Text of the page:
22. Cures Anemia
The high concentration of iron in parsley helps treat anemia, which is caused by iron deficiency. Vitamin C in the herb aids in better absorption of iron. People who have a hard time taking iron supplements are often told to have its juice or tea.
23. Treats Bad Breath
Chewing a few sprigs of parsley helps fight bad breath or halitosis. The herb’s fresh flavor and high chlorophyll content help freshen the breath temporarily. This is probably why it has been used, since ancient times, as a natural mouth freshener.
24. Balances Hormones
Parsley helps improve the hormonal balance in women, enhances their libido, and boosts the secretion of the estrogen hormone. Intake of the herb helps treat hormonal disorders like premenstrual syndrome, menopause, or delayed menstruation cycle. Furthermore, parsley tea helps reduce menstrual cramps and discomfort.
25. Hair Care
The paste made from powdered seeds of parsley has long been used as a natural remedy for hair lice, dandruff, and scalp irritation. It also helps strengthen weak hair, promote healthy hair growth, and stops hair fall. The nutrients in this powerful herb can help increase keratin and collagen production, which protects the hair from free radical damage. Also, a parsley rinse can help retain hair color since it has high levels of copper.
26. Fights Arthritis
The tiny plant has been evaluated for its ability to fight arthritis. In fact, a study was published in the Annals of the Rheumatic Diseases that included 20, 000 subjects. Those who had higher intake of vitamin C were less likely to be afflicted by arthritis. Parsley is abundant in vitamin C, reducing inflammation and oxidation damage to joints.
27. Whitens Skin and Gives Clearer Complexion
Glutathione is among the most important antioxidants. Booking weekly sessions of glutathione IV drip or glutathione push treatments are very popular in Asia. Men and women undergo these type of treatments to achieve a “whiter” and clearer complexion. If you are young and you care about your appearance, you can whiten your skin by simply integrating parsley into your meals. Myristicin in parsley activates the production of glutathione.
Parsley can also help reduce acne. Vitamin C inhibits inflammation while vitamin K speeds up skin healing and lessens redness. It may also help diminish acne blemishes over time.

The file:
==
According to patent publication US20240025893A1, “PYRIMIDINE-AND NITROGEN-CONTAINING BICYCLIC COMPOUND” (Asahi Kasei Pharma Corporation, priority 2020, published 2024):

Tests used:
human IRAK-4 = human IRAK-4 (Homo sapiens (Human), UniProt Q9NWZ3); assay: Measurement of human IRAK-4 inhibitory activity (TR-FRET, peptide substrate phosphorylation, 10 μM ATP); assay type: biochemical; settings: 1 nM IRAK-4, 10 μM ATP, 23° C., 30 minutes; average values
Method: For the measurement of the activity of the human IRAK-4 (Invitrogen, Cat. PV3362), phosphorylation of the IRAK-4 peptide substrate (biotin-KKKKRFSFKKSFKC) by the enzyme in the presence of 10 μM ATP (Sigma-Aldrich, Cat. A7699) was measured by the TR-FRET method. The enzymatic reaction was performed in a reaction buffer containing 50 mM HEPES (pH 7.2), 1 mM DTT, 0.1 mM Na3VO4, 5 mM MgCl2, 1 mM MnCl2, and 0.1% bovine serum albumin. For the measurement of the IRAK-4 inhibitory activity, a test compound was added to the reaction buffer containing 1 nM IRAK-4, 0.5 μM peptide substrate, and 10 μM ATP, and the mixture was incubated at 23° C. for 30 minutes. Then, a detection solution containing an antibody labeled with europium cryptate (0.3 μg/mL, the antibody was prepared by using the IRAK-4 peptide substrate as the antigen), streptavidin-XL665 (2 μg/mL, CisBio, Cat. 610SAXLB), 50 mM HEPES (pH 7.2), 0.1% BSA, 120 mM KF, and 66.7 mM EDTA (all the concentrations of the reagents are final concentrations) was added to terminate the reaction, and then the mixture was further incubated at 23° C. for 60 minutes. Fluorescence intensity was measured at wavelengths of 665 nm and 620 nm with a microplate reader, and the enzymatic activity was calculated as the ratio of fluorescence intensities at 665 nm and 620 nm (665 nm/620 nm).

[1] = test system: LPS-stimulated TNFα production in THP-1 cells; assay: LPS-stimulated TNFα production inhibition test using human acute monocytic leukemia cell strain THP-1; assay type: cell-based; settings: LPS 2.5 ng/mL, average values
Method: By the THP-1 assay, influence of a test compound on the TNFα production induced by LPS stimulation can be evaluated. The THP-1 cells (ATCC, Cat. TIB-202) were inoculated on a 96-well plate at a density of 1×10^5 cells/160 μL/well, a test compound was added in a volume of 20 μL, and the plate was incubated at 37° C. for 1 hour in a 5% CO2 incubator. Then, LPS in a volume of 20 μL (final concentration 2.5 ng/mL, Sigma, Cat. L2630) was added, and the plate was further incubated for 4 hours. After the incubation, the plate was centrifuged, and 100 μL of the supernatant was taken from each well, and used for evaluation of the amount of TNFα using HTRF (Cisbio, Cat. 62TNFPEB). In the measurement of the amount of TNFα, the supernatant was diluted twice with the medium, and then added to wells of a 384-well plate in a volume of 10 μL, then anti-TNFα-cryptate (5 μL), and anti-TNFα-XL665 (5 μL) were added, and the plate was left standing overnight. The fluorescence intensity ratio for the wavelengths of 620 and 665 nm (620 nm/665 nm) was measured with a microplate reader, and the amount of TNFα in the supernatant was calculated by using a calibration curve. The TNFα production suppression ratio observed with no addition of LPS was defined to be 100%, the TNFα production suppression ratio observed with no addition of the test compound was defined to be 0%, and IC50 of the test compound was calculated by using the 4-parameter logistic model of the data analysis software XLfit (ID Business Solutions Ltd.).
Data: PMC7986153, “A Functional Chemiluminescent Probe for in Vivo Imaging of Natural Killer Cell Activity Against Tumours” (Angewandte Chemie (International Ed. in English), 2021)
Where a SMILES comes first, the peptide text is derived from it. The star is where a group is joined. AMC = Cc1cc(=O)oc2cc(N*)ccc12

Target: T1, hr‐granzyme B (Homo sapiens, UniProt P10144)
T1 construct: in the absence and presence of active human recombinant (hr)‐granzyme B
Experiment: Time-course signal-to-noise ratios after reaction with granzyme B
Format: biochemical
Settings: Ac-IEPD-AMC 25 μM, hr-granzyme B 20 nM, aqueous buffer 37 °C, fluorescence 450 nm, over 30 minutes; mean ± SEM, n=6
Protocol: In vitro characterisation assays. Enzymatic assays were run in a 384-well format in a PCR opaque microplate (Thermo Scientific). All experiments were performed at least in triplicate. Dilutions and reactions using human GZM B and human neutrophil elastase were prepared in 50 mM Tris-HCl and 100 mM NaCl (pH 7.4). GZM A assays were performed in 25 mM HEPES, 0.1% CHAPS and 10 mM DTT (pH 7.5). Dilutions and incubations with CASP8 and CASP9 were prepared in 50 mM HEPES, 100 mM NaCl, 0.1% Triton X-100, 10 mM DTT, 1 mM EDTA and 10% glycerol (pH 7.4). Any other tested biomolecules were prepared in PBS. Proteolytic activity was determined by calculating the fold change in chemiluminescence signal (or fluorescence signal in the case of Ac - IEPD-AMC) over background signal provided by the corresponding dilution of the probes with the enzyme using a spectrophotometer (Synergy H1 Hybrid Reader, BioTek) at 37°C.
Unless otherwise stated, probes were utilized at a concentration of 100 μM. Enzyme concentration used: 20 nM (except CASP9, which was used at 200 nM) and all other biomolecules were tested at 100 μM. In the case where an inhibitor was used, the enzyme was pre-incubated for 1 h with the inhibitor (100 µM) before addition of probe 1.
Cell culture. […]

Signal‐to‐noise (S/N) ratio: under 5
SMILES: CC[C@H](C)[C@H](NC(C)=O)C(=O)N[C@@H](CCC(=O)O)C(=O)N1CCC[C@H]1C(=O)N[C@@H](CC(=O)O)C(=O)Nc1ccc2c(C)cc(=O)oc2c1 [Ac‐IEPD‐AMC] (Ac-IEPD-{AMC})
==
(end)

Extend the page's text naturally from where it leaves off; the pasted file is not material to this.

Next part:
28. Supports Gland Health
Parsley plays a role in gland health too. Studies show that it has a remarkable ability to reduce swollen and enlarged glands. It can also expel watery poisons and excess mucoid matter. The herb can also calm adrenal glands. And according to another Egyptian study, the root of parsley contains calcium, iron, and B-complex vitamins – all of which nourish the parathyroid glands.
29. Rejuvenates Blood Vessels
Studies show that parsley juice can soothe the blood vessels, particularly the arterioles and capillaries. However, there is little research on this. Do consult your doctor for more information.
30. Treats Diarrhea
The leaves, seeds, and even the roots of the parsley plant are known for being powerful relievers of diarrhea. Certain studies say that drinking parsley as tea can work better for treating diarrhea. The tea enhances the digestion of fats and proteins and even improves intestinal absorption.
31. Regulates Cholesterol Levels
One reason parsley works great in regulating cholesterol levels is its fiber content. Studies show that aqueous extracts of parsley possess hypocholesterolemic properties, which can be attributed to the flavonoids the herb contains. Flavonoids decrease the biosynthesis of cholesterol and help lower blood cholesterol levels as a consequence.
32. Improves Ear Health
Parsley is one of the herbs that can help clear inner ear fluid. As parsley naturally moves mucous throughout the body, it can help the fluid flow out of the ear more effectively. Drinking raw parsley juice can offer the beneficial effects. But consult your doctor first as the juice was found to cause an upset stomach in some people.
33. Treats Menstrual Problems
The two volatile oils in parsley, apiol and myristicin, are responsible for its emmenagogue effects. Though there is no strong evidence that says if parsley can stimulate menstrual flow, one study of a Russian drug containing 85% parsley juice states that it could be used for inducing labor. However, numerous herbalists and practitioners of alternative medicine use parsley for treating menstrual issues.
34. Treats Night Blindness
Night blindness is caused by a deficiency in vitamin A, and parsley, being rich in this vitamin, can aid in the treatment of the condition. According to the University of Rochester Medical Center, retinol, which is a metabolite of vitamin A, combines with opsin to form rhodopsin. Opsin is a pigment in the eye retina and rhodopsin is a chemical involved in night vision.
35. Improves Oral Health
Though more research is required, certain studies have shown that parsley can help reduce bad breath through a process called enzymatic deodorization. Another set of studies says that parsley might be a temporary cure for bad breath, but it may not offer a permanent solution.
More interestingly, bad breath is also caused by a number of intestinal disorders. Some of these include systemic diseases like gastrointestinal or upper respiratory tract disorders and microbial metabolism from your tongue – and parsley might help treat a number of these conditions, indirectly improving bad breath too.
36. Reduces Wrinkles, Fine Lines, And Scars